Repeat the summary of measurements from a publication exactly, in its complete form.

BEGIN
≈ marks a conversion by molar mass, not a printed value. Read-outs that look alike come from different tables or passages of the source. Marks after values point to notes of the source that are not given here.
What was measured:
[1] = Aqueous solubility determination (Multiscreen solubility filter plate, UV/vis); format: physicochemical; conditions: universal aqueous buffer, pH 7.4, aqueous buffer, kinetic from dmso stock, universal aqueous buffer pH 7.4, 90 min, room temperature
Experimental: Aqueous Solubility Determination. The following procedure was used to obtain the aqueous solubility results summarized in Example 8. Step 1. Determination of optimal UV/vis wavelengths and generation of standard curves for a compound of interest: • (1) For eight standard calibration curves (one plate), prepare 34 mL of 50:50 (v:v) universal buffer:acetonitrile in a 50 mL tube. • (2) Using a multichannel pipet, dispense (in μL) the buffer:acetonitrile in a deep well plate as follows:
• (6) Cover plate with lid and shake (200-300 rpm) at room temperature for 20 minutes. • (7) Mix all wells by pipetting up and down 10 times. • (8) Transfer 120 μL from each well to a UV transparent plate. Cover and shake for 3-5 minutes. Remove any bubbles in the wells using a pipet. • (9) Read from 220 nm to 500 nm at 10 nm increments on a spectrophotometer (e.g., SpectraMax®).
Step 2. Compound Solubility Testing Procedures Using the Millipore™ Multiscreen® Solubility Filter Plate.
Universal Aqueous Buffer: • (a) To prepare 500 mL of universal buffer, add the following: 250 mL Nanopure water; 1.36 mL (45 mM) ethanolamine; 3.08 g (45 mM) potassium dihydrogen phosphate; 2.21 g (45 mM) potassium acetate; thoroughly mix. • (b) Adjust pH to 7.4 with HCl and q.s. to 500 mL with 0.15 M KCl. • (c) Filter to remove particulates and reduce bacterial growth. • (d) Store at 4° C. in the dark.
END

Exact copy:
≈ marks a conversion by molar mass, not a printed value. Read-outs that look alike come from different tables or passages of the source. Marks after values point to notes of the source that are not given here.
What was measured:
[1] = Aqueous solubility determination (Multiscreen solubility filter plate, UV/vis); format: physicochemical; conditions: universal aqueous buffer, pH 7.4, aqueous buffer, kinetic from dmso stock, universal aqueous buffer pH 7.4, 90 min, room temperature
Experimental: Aqueous Solubility Determination. The following procedure was used to obtain the aqueous solubility results summarized in Example 8. Step 1. Determination of optimal UV/vis wavelengths and generation of standard curves for a compound of interest: • (1) For eight standard calibration curves (one plate), prepare 34 mL of 50:50 (v:v) universal buffer:acetonitrile in a 50 mL tube. • (2) Using a multichannel pipet, dispense (in μL) the buffer:acetonitrile in a deep well plate as follows:
• (6) Cover plate with lid and shake (200-300 rpm) at room temperature for 20 minutes. • (7) Mix all wells by pipetting up and down 10 times. • (8) Transfer 120 μL from each well to a UV transparent plate. Cover and shake for 3-5 minutes. Remove any bubbles in the wells using a pipet. • (9) Read from 220 nm to 500 nm at 10 nm increments on a spectrophotometer (e.g., SpectraMax®).
Step 2. Compound Solubility Testing Procedures Using the Millipore™ Multiscreen® Solubility Filter Plate.
Universal Aqueous Buffer: • (a) To prepare 500 mL of universal buffer, add the following: 250 mL Nanopure water; 1.36 mL (45 mM) ethanolamine; 3.08 g (45 mM) potassium dihydrogen phosphate; 2.21 g (45 mM) potassium acetate; thoroughly mix. • (b) Adjust pH to 7.4 with HCl and q.s. to 500 mL with 0.15 M KCl. • (c) Filter to remove particulates and reduce bacterial growth. • (d) Store at 4° C. in the dark.